Menu

Velo’s Official 2014 Tour de France Guide

  • By Addie Levinsky
  • Published Jun. 20, 2014
  • Updated 7 hours ago

2014 Tour de France Contenders

 

Even Chris Froome knows that he can be beaten.

 

Detailed profiles of each stage

 

Detailed profiles of each team

Velo’s Official 2014 Tour de France Guide includes everything you’ll need to prepare for this year’s big event. With breakdowns of each stage, the jersey competitions, contenders, teams, and the exciting addition of La Course, the women’s stage, the Official Guide provides everything needed to prepare for the biggest road race in the world.

Some of the favorites for this year’s tour glory include Chris Froome (Sky), Alberto Contador (Tinkoff-Saxo), Vincenzo Nibali (Astana), and American Andrew Talansky (Garmin-Sharp), recent winner of Critérium du Dauphiné. These riders, among a few others, are ranked in specific areas such as their ability to climb, time trial, in a tactical sense, and strength of the team.

The Official Guide breaks down each stage of the race’s 21 stages. The Grand Départ this year’s Tour takes place on July 5 in Leeds, Great Britian, and as tradition has it, the race will end in Paris on July 27.

While Froome may be the best stage racer in the sport, even he knows that he can be beaten, as he was at the Dauphiné. Froome discusses his history with the Tour, including his GC victory, the cobblestones in this year’s race, and areas in which he can still improve.

Other features focus on Froome’s biggest rivals, including Contador and Nibali, both of whom are committed to a victorious Tour. There is also the question of how will Tejay van Garderen perform at the Tour this year, after the BMC Racing rider’s somewhat turbulent early season.

Peter Sagan’s success at winning the green jersey for the past two years has been remarkable. Sprinters may often be one-dimensional in their riding abilities, but Sagan (Cannondale) has proven himself otherwise. With other contenders such as Mark Cavendish (Omega Pharma-Quick Step) and Marcel Kittel (Giant-Shimano), anything can happen, but it’s likely Sagan will remain at, or close to, the top of the points classification.

The King of the Mountain jersey just might be the hardest to predict in the Tour de France because of the factors that remain so subjective in the mountains. The 101st edition of the Tour de France won’t be any different — there’s no easy way to predict who will wear the polka dots.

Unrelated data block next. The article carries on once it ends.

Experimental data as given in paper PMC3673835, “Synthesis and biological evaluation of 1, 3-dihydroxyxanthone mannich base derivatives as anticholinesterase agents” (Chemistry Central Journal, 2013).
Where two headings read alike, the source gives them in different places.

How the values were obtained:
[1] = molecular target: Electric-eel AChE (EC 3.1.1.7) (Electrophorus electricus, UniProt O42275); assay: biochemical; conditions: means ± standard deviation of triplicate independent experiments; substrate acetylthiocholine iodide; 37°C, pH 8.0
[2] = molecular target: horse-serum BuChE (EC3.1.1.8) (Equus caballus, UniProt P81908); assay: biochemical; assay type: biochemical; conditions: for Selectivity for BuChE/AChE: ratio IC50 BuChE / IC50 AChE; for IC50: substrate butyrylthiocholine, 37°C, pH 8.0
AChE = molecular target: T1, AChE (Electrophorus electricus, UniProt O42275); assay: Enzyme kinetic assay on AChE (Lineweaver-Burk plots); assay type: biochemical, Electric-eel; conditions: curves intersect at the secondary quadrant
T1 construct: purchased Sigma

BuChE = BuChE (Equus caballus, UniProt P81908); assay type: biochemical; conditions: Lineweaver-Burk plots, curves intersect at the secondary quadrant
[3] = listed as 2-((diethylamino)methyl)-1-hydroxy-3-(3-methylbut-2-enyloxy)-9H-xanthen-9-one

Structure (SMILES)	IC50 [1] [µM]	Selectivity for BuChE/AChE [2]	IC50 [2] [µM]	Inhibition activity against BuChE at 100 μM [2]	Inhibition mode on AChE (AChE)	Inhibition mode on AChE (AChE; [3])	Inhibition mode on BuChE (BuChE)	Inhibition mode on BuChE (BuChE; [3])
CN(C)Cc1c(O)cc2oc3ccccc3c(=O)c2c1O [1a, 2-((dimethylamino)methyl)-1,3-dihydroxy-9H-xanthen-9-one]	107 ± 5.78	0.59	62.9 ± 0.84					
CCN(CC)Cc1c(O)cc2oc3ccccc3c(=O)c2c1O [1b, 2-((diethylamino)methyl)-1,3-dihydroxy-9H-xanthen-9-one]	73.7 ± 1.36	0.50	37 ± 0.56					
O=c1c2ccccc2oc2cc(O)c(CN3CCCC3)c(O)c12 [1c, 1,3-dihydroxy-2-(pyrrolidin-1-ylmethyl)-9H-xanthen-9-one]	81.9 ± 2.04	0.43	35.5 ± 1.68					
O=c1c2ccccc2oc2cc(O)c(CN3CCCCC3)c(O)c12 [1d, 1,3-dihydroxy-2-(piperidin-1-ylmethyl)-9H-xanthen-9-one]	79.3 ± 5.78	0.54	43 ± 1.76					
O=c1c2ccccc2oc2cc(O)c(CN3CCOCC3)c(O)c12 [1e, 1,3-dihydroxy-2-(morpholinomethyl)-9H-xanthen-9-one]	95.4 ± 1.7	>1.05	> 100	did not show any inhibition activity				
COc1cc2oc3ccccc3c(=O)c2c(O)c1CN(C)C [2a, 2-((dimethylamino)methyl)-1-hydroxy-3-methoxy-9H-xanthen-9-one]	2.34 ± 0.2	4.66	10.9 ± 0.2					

The white jersey reserved for riders under 25 serves as a measuring stick of sorts for young riders who will likely be riding for a podium spot in years to come. This year’s favorites include Romain Bardet (Ag2r La Mondiale) who rode to an impressive 15th on GC last year. Although, without Nairo Quintana this year, it’s unlikely any of these young riders will be challenging for the yellow jersey, too.

Tour organizers Amaury Sports Organisation are introducing a women’s stage at this year’s Tour. Twenty teams of six women each, for a total of 120 riders, will do 13 laps of the Champs-Élysées for the inaugural La Course. This race is an exceptional showcase for women’s racing, as provided by ASO after enormous efforts by a group known as Le Tour Entier, comprised of Marianne Vos (Rabo-liv), Emma Pooley (Lotto-Belisol), Kathryn Bertine (Colavita-Fine Cooking), and retired Ironman champion Chrissie Wellington.

The 101st Tour de France is sure to be an exciting one, so pick up Velo’s Official Tour de France guide today, and pick your contenders for the green, polka-dot, and white jerseys, as well as the final podium in Paris.

FILED UNDER: Magazine / News / Road / Tour de France TAGS:

Addie Levinsky

Addie Levinsky

Addie Levinsky joined VeloNews as an intern in January 2014 after studying philosophy at University of Colorado at Denver. She has a soft spot for handmade steel frames and is happiest when shredding flowy singletrack. Riding bikes, writing, and drinking too much coffee, not necessarily in that order, sums her up quite nicely.

Stay Up to Date on Everything Cycling

Subscribe to the FREE VeloNews newsletter